57. 57. Management  Pesticide avoidance  Monitor/scout  Plant selection  Pruning  Plant removal  Use broad spectrum insecticides like abamectin, bifenthrin . Ryan (2011)
    58. 58. Aculops fuchsiae was described in 1972 from specimens discovered on a Fuchsia sp. from Campinas, Sao Paulo, Brazil. In 1981, an eriophyid mite new to North America. This gall mite, Aculops fuchsiae Keifer, is believed to be native to Brazil. Ostoja and Eyre (2012)
    59. 59. Life cycle  The Aculops fuchsiae is with four stages: egg, larva, nymph and adult.  fecundity ~50 eggs ,  The TLC 21 days . Carlton Koehler et al.( 2005) k The round bodies are mite eggs
    60. 60. symptoms Infested growth becomes twisted and stunted, swollen and blistered, and Often reddened.
    61. 61. Management  To destroy all infested plants, placing all infested material into bags before disposal.  abamectin (e.g. Dynamec) and spirodiclofen (Envidor). Envidor is approved for use indoor and outdoor.  Use natural enemy Amblyseius californicus Ostoja and Eyre (2012)
    62. 62. Abundance of bud galls caused by eriophyoidmites among host trees Carpinus tschonoskii  Galls caused by Acalitus sp. (Eriophyidae) among host trees Carpinus tschonoskii (Betulaceae).  As tree size increased, the number of galls increased.  tree characteristics such as number of terminal buds, temporal pattern of shoot elongation and reproductive status . Ishihara et al.(2007)
    63. 63. Thelifehistoryofagall-inducingmite:summerphenology, predationandinfluenceofgallmorphologyinasugarmaplecanopy 64 * * = control (gall-free) leaves Phenology of MSGM life stages from gall on sugar mapple leaves during the growing season of the host.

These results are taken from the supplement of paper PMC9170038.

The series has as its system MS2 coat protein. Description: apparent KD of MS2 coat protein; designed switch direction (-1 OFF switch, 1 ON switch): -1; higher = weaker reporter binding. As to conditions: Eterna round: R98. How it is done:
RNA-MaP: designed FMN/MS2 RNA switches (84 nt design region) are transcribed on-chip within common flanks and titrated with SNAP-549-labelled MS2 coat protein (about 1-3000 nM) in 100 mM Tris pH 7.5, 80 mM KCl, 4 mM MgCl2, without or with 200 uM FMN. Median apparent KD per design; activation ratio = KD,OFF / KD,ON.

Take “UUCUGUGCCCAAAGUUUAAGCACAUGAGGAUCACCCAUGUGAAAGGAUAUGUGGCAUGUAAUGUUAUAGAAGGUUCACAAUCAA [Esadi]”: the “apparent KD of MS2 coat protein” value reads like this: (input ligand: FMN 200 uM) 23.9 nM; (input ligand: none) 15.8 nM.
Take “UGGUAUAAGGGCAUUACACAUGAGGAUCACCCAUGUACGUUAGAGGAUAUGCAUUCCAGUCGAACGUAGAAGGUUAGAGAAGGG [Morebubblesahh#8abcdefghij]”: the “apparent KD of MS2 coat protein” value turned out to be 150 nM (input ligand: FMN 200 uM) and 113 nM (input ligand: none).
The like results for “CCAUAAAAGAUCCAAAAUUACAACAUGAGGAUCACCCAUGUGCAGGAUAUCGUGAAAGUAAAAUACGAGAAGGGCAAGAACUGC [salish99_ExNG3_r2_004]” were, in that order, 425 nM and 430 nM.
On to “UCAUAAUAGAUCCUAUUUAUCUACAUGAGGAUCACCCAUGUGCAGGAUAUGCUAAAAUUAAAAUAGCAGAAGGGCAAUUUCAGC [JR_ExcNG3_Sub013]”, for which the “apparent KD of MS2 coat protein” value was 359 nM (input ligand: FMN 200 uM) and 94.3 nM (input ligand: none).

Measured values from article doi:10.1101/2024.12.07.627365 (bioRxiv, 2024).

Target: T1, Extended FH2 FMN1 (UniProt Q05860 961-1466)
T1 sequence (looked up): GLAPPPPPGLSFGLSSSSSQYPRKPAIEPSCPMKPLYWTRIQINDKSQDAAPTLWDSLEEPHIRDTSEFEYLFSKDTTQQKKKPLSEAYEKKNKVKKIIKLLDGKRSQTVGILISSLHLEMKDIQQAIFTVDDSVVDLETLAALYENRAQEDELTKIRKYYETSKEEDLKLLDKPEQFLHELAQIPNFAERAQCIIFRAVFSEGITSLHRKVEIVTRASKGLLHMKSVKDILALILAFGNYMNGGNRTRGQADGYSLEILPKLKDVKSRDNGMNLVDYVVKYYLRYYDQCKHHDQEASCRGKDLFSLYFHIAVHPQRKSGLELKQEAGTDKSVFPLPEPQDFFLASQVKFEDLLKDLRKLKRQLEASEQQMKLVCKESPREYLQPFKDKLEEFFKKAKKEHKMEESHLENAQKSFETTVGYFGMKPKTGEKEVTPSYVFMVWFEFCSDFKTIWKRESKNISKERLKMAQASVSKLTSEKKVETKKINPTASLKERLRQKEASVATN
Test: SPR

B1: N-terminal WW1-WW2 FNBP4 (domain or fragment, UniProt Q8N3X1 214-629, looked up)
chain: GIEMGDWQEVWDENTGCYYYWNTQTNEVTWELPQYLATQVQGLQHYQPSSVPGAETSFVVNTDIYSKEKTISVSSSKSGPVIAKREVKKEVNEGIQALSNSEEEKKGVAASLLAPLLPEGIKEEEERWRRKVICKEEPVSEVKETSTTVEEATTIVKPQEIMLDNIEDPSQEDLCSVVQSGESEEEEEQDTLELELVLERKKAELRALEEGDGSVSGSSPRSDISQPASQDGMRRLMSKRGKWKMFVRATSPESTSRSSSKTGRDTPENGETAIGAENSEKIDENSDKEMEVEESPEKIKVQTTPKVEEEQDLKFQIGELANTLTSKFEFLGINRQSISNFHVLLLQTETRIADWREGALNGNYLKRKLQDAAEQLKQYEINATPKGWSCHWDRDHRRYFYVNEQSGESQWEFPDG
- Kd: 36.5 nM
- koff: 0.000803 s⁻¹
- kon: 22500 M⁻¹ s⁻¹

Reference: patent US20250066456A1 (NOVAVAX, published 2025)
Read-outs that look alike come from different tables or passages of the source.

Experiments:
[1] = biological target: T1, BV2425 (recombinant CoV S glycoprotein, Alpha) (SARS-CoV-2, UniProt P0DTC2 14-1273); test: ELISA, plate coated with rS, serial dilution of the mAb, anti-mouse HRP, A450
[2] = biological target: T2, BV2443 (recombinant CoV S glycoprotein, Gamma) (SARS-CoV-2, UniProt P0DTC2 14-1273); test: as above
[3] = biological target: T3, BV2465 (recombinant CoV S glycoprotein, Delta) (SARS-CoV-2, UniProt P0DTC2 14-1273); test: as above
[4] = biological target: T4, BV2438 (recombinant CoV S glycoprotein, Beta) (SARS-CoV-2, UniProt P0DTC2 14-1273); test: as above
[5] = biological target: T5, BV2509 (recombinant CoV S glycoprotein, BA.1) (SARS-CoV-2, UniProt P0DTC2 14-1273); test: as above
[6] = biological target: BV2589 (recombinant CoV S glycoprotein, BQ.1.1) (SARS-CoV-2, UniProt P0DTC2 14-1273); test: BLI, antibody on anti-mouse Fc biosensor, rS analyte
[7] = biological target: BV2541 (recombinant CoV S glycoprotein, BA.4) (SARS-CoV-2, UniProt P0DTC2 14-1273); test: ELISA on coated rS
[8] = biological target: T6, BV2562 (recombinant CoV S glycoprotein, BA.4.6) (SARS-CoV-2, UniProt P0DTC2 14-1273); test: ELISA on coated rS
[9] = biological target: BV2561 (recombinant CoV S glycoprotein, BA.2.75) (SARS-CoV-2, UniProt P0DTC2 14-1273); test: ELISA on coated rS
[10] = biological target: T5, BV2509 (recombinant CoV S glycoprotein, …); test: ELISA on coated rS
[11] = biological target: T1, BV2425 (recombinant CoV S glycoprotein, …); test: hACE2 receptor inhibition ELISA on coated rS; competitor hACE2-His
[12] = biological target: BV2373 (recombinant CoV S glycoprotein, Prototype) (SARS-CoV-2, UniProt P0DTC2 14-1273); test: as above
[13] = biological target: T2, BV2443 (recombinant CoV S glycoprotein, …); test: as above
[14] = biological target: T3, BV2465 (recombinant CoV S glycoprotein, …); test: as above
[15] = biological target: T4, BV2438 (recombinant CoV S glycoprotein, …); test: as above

64. 64. 65 MSGM gall ostiole condition in relation to (a) MSGM eggs and immatures (b)Tarsonemus eggs, larvae an adult Rajit Patankar et al.(2012) Mean number of maple spindle gall mite (MSGM) eggs in galls with (clear bars) and without (shaded bars) tarsonemid larvae from sugar maple canopy leaves
    65. 65.  Tannic acid -economic products from galls Eurasian cynipid gall- 65 percent tannic acid  Dyes - from galls. Turkey red dye is found in the "mad apple" gall  For Natives of East Africa -galls as a source of dye for tattooing  Some galls are aromatic and acidic in flavor and is used with honey for cooking 66 Importance of Galls
    66. 66.  Pliny(1997) stated that the Aleppo gall is able to dye hair black  Inks - from some galls, such as the Aleppo gall produced by Cynips gallae-tinctoriae on oaks  Inks from galls – In Legal documents (Laws, 1972)  USA, England, German and Danish Government have specified formulas for inks using the Aleppo gall. 67
    67. 67. Cultural Control: Pruning and destroying Keep the plants healthy Biological Control: Complex of Natural enemies Some Insects may feed on the galls for food and shelter - For ex. Gall wasps, gall midges, clearwing borers, long horned beetles, metallic wood-boring beetles, weevils, ants and others Chemical Control Contact insecticide or target the immature with a systemic A horticultural oil/ dormant can control aphid galls 68 Management of Galls
    68. 68. 69 Conclusion Galls are species specific Galls are of economic importance Galls are of metabolic machinery/Physiological Sink In India, more concentrated studies are needed to know how these galled tissues are formed and what are the ecological factors affecting the galls, etc. Also, an intensive research should be conducted whether these galls can be used in medical fields for treating the human disorders and can be used commercially
    69. 69. Thank you